Golden Age by James Maxwell

Golden Age


Knocking People Out: Easier In Fiction Than In Real Life

Knocking People Out In Fiction


Blurring The Lines

Blurring The Lines



The End of Mr. Y by Scarlett Thomas

The End of Mr. Y by Scarlett Thomas
Book Name: The End of Mr. Y
Author: Scarlett Thomas
Publisher(s): Mariner Books (US) Canongate Books Ltd (UK)
Formatt: Hardcover / Paperback / Audiobook / eBook
Genre(s): Science Fiction
Release Date: October 2, 2006 (US) July 5, 2007 (UK)

“We make reason, and only dream of creators.” There’s something about this line that I found both profound and disturbing, I also feel it pretty much sums up the central theme of this novel.

I first came across The End of Mr. Y on my Gothic module during my Masters in English Literature and it could not be more appropriate, it involves so much that a literature student studies especially theorists and those mind boggling theories that they forget to warn you needs to be in every essay if you wish to get a decent mark. Also for any Big Bang Theory fans you will appreciate the reference to Schrodinger’s Cat. That being said this book is a difficult read, there are numerous difficult theories used throughout the book and I’m not sure whether this is the best way to be introduced to them. On the other hand some could read this book and then go on to look up these theories, which is certainly a positive.

The protagonist is a young woman called Ariel who I initially identified with but this rapidly declined. In this day and age I appreciate that characters don’t need to be considered ‘likeable’ but you do need to care about them in order to be invested in the story and I ceased to care about Ariel and the story as a whole. She is very blatantly a self destructive character, which again is fine, but also immensely frustrating because she knows exactly what she’s doing but continues to do it. Now whilst I accept that this probably an accurate portrayal, when it gets to the stage where a character knows that their actions, which are mostly selfish, will result in their own death and they do it anyway my patience wore too thin. It became clear very early on that there was a very high chance that Ariel was going to die and it eventually left me feeling angry and just willing her to get on with it considering she seemed so adamant to hurl herself off the cliff.

Now I feel I should warn perspective readers to not expect a typical fantasy/sci-fi novel. Given the blurb and cover, which depicts the shadow of a bohemian looking Victorian man, I expected a Doctor Who style time travel story but it is not this at all. It challenges the very concept of fantasy and magic and tries to portray the fantastical in the real world, not in the same way as Phillip Pullman’s His Dark Materials but in a similar fashion i.e., fantasy existing alongside the real world.

The idea that magic and the fantastical did actually exist, and we actually ‘thought’ it out of existence because no one believes anymore, is a great notion which Thomas almost succeeds in making believable. Now for all you diehard fantasy/sci-fi enthusiasts out there this book can tempt you with a giant rat god who rides a scooter and is apparently the Greek God Apollo. There’s also an alternate world, dead demon children, mind control, curses and even some time travel.

A large chunk of the novel involves Ariel being inside other people/animals minds. Now it cannot be ignored what a challenge for a writer it is to portray all these accurately and Thomas shows great skill; the different portrayals of the teenage girls is acutely accurate and a highlight of the book. However, when Ariel goes into Burlem’s mind this is where I felt Thomas slipped up. I appreciate it was one of the only ways that she could get in all the details and backstory she needed, but people just don’t think that way, they don’t think about their lives in a linear fashion, in a clear cut step by step way that makes sense. Thomas had been so accurate up to this point that it felt like she’d written this part before the rest of the novel or it was meant to be included previously and not out of Burlem’s mind. It is interesting and entertaining but lacked the accuracy of the rest of mind jumping scenes, it was just there because it was necessary for the plot.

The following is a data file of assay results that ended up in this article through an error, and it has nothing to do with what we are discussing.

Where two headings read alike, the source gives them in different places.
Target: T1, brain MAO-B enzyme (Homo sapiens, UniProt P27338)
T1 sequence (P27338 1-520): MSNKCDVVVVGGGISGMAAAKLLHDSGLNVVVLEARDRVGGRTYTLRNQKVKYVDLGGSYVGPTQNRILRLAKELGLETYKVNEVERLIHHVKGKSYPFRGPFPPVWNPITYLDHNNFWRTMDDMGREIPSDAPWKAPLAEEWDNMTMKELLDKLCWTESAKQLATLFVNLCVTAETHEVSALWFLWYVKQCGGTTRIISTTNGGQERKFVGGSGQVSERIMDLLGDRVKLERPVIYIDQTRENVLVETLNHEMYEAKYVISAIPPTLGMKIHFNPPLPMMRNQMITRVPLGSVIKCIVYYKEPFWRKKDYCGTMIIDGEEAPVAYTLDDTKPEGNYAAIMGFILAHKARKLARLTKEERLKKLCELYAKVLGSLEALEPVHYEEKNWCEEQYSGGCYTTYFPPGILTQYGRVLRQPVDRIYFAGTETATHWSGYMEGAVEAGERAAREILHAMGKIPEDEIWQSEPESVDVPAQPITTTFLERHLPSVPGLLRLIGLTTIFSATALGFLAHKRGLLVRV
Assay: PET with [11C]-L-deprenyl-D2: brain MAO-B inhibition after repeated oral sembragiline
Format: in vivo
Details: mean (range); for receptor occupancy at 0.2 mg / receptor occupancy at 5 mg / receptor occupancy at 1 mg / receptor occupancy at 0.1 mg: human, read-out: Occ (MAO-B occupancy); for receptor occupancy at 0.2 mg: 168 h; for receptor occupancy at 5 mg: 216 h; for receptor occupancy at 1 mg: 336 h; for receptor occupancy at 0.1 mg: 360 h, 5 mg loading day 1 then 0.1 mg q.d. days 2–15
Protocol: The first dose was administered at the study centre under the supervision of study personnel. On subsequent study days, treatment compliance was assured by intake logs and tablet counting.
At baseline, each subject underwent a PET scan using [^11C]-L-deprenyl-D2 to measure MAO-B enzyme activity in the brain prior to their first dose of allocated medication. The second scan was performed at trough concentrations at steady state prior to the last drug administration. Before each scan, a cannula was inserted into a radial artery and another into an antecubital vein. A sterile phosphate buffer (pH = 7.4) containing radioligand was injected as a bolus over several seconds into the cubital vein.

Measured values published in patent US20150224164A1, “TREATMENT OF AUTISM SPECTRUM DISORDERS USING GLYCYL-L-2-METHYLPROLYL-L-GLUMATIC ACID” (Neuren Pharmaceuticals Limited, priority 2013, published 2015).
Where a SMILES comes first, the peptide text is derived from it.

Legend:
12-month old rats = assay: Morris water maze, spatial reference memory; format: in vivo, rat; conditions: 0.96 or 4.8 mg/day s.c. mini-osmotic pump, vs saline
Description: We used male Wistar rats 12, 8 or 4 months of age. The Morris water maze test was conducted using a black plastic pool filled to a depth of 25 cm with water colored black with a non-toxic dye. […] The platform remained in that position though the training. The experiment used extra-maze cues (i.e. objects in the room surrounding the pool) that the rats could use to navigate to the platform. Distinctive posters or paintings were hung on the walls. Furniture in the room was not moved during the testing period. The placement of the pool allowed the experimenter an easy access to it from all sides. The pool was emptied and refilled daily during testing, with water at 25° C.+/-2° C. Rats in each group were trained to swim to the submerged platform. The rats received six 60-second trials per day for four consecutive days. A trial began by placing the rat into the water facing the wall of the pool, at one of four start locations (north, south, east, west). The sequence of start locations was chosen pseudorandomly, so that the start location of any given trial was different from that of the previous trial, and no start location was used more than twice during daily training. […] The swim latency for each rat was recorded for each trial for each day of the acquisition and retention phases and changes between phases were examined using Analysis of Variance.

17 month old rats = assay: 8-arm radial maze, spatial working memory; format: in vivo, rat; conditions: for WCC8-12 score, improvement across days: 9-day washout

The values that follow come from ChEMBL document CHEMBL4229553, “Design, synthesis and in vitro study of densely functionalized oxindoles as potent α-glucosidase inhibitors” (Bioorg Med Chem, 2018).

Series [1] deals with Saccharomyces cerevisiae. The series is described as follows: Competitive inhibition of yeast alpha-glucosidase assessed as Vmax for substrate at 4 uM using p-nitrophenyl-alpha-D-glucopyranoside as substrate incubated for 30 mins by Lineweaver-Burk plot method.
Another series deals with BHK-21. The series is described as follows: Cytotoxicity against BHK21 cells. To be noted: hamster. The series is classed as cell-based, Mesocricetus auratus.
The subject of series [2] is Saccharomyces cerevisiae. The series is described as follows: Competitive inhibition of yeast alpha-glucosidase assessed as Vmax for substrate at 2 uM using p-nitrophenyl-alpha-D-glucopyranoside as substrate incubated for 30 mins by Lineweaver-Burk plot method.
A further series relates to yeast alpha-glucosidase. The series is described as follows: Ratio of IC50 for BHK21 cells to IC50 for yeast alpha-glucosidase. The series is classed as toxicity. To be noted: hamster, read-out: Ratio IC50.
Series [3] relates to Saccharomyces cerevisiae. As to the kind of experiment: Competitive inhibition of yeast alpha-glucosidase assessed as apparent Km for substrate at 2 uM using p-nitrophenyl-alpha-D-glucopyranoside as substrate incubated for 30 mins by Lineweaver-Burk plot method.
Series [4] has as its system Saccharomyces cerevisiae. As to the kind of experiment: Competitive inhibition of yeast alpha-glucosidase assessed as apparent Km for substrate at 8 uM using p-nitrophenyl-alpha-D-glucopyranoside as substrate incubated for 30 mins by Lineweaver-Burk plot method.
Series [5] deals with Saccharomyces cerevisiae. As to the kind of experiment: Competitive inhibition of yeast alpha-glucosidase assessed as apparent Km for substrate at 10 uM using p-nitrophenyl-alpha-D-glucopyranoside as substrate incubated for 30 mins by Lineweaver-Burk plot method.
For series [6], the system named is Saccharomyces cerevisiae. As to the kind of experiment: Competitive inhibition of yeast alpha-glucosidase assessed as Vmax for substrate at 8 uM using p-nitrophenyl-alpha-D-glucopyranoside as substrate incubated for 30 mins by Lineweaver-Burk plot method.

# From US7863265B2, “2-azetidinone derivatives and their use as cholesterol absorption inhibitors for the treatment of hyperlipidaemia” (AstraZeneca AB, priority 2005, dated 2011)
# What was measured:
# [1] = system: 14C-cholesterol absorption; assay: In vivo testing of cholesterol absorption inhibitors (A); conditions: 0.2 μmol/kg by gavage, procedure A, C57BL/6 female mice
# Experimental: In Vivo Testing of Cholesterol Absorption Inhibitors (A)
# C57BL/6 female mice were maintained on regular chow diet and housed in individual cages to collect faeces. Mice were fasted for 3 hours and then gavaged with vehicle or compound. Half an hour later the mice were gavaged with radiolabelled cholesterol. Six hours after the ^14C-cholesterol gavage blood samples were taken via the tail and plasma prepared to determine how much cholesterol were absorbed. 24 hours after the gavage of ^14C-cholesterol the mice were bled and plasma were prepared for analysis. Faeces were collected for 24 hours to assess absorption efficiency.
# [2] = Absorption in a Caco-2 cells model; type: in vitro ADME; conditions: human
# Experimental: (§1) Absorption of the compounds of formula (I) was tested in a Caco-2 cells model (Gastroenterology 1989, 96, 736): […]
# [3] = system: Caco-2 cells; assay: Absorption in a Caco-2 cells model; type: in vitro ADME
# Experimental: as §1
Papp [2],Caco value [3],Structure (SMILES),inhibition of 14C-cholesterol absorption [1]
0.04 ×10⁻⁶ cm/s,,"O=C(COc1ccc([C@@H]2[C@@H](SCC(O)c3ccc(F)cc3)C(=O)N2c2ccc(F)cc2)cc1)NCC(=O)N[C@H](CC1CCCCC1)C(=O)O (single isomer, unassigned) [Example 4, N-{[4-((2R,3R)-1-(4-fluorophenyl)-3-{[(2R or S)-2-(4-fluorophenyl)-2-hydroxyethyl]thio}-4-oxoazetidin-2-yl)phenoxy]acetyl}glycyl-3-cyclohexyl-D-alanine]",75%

Furthermore this book includes some of the most pretentious lines about sex I’ve ever read. I appreciate that it’s meant to show the contrast between the gritty reality of the sex Ariel has had throughout the rest of the book, but it felt so over the top and left me cringing rather than swooning. Now it may have seemed romantic when I was a teenager but a book that contains so much intelligence including the storyline of choosing to die for someone you’ve known for a matter of days just didn’t seem feasible. I could accept Ariel and Adam meeting each other and immediately knowing they wanted to be together, but giving up your life for this person? Really?

The End of Mr. Y aimed so high and interrogated and challenged some really difficult theories and in the process created some of its own which you find yourself attempting to comprehend and believe, but then it’s almost as if Thomas ‘copped out’ at the end. Now I won’t give away the ending but I will say it resulted in me going “Seriously? Seriously?!” and throwing the book down on my desk. I cannot deny my admiration for Thomas attempting what she did and there were many times where this book really did make me think, but I also cannot deny how let down I felt given how mind-blowing I expected it to be.



  1. Ahimsa Kerp says:

    Loved this book, but totally agree about the end. What a shocker!

  2. KJ Braxton says:

    If you look at the acknowledements she comments on how she was warned about keeping that ending but she was too attached to it.

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